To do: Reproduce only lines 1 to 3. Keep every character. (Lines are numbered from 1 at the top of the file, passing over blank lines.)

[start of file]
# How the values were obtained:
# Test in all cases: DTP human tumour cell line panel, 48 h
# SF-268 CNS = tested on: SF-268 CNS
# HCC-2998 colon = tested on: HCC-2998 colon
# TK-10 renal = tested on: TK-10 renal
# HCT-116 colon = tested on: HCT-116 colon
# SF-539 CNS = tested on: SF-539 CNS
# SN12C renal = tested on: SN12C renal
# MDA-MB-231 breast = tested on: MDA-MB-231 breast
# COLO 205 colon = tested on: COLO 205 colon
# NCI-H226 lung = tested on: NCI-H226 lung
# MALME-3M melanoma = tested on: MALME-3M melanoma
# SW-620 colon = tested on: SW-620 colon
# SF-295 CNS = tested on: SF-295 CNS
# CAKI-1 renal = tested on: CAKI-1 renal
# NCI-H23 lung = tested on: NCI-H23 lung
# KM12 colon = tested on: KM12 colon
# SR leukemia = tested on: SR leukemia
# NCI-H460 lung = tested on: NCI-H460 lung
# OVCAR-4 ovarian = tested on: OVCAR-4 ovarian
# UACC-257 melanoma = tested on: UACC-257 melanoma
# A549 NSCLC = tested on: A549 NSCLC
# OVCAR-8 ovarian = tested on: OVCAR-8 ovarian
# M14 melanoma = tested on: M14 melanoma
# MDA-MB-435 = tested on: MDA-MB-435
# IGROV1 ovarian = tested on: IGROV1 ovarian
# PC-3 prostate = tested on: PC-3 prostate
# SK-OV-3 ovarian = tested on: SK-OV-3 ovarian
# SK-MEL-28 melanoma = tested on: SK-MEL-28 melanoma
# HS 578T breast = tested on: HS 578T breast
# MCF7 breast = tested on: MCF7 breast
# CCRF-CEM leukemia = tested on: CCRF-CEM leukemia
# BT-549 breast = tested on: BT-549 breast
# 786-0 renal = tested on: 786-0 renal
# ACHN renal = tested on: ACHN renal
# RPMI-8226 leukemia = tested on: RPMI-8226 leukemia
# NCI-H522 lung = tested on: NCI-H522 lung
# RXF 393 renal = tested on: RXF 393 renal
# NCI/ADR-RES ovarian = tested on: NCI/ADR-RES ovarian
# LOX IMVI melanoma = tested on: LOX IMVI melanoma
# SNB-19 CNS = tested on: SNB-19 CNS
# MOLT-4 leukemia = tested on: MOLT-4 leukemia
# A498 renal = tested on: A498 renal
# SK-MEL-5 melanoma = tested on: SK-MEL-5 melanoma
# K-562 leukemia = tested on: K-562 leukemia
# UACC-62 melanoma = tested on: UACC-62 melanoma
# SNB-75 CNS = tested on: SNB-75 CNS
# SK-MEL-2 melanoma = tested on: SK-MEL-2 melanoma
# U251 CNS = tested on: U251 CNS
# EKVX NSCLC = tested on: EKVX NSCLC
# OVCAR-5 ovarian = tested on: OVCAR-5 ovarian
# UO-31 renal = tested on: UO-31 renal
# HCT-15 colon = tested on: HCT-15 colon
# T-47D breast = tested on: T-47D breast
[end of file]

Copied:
# How the values were obtained:
# Test in all cases: DTP human tumour cell line panel, 48 h
# SF-268 CNS = tested on: SF-268 CNS